Madras Cafe : Decaffeinated Coffee
Cast: John Abraham, Nargis Fakhri
Director: Shoojit Sircar
Barring a few, War films in Bollywood usually have a typical over the top melodramatic treatment. Often the movie makers try to play to the gallery with the patriotic card. However, hollywood have many quality war movies with underplayed narrative style. Madras Cafe is such a movie from hindi film industry which raises the bar of movie making in India.
The movie is based on civil war in Srilanka in the 1980’s and 1990’s. The era which witnessed struggle for resources between Srilankan’s Tamils and Sinhalese (two ethnic groups in Srilanka) converted into full blown civil war due to the demand for separate state “Tamil Eelam” by LTTE (named as LTF in movie). It uses the civil war as backdrop while taking creative and cinematic liberties to present a story which will intrigue the audience throughout the movie.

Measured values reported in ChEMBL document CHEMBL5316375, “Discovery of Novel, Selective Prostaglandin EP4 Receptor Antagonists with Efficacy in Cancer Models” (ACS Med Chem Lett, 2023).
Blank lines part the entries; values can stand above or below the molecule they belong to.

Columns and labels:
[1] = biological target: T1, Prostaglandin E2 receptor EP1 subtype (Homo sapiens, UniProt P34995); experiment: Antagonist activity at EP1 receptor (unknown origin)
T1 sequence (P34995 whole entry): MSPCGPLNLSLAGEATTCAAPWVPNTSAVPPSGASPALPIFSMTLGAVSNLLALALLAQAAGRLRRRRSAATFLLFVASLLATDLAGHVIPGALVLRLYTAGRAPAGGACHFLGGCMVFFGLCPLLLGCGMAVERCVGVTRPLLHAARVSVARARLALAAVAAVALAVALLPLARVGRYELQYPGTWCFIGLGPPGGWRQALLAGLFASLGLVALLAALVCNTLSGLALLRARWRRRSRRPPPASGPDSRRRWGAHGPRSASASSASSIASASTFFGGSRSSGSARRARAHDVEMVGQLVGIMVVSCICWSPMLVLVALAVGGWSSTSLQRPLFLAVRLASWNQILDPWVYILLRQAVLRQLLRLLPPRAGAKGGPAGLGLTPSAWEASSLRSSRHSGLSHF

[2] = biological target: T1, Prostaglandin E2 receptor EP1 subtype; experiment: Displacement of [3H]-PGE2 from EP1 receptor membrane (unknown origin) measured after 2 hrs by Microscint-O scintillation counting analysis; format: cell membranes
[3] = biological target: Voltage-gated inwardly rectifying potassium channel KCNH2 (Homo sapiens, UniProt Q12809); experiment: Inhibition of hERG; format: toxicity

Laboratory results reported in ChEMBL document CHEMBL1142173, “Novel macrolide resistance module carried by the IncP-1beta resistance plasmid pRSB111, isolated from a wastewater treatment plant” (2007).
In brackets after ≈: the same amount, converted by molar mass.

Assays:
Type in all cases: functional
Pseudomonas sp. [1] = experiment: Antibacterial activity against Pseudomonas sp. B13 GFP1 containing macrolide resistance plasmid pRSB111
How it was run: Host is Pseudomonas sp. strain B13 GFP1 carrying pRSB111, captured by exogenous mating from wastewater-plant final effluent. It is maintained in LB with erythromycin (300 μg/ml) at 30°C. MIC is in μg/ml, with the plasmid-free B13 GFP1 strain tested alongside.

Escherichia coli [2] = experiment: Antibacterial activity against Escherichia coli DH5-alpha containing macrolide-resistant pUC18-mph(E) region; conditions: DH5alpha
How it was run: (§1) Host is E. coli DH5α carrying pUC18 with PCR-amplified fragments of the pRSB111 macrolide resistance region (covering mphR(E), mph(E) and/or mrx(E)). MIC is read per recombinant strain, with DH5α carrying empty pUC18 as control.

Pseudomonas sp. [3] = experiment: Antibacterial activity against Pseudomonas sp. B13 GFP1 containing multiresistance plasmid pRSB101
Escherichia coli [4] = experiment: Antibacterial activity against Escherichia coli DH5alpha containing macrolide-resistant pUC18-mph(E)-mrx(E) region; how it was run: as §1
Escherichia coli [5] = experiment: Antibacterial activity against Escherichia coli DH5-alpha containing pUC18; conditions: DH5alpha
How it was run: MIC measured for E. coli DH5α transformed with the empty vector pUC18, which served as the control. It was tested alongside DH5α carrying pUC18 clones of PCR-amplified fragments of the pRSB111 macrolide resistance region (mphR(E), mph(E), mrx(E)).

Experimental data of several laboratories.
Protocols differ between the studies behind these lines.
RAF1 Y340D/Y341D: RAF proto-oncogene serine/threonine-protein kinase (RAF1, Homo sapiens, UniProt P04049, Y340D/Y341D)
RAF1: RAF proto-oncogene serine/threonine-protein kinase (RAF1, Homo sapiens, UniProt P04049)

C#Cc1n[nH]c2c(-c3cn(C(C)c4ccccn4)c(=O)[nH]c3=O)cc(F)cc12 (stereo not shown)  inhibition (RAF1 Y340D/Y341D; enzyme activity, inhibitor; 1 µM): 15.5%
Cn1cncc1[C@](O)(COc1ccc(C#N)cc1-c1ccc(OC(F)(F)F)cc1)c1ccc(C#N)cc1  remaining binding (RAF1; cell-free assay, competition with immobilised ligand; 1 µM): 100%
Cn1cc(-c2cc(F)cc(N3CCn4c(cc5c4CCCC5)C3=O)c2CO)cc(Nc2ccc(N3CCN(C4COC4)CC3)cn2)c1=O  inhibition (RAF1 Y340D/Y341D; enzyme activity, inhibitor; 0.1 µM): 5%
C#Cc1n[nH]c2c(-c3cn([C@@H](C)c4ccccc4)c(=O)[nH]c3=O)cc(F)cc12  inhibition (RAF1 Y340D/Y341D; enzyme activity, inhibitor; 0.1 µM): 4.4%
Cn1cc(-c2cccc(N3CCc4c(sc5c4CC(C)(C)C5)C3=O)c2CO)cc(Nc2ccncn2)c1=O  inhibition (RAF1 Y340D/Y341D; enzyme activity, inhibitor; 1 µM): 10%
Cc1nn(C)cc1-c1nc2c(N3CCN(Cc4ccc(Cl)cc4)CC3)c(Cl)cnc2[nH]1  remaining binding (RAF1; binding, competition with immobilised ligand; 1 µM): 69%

The movie revolves around Indian Intelligence agent from RAW, Vikarm ( played by co-producer John Abraham ), who is assigned a job to make sure that the scheduled elections in Srilanka (which are part of a peace processes initiated by the then prime minister Rajiv Gandhi) get peacefully executed. He has given specific mission to weaken the powerful separatist militant group LTF by hook or crook with the help of a officer, Bala who is already posted in Jaffna. Through his initial attempts which fail to achieve his goals, Vikram realizes that there is much more to the game than the brief he got about it. He gets involved in a bigger plot drawn by global players to secure their own interests in this part of the world. Eventually it leads him to the conspiracy and unfortunate event of assassination of Rajiv Gandhi. Thus the film presents a narrative of Srilankan Civil war, India’s intervention in it and its eventual aftermath in a big budget action movie format.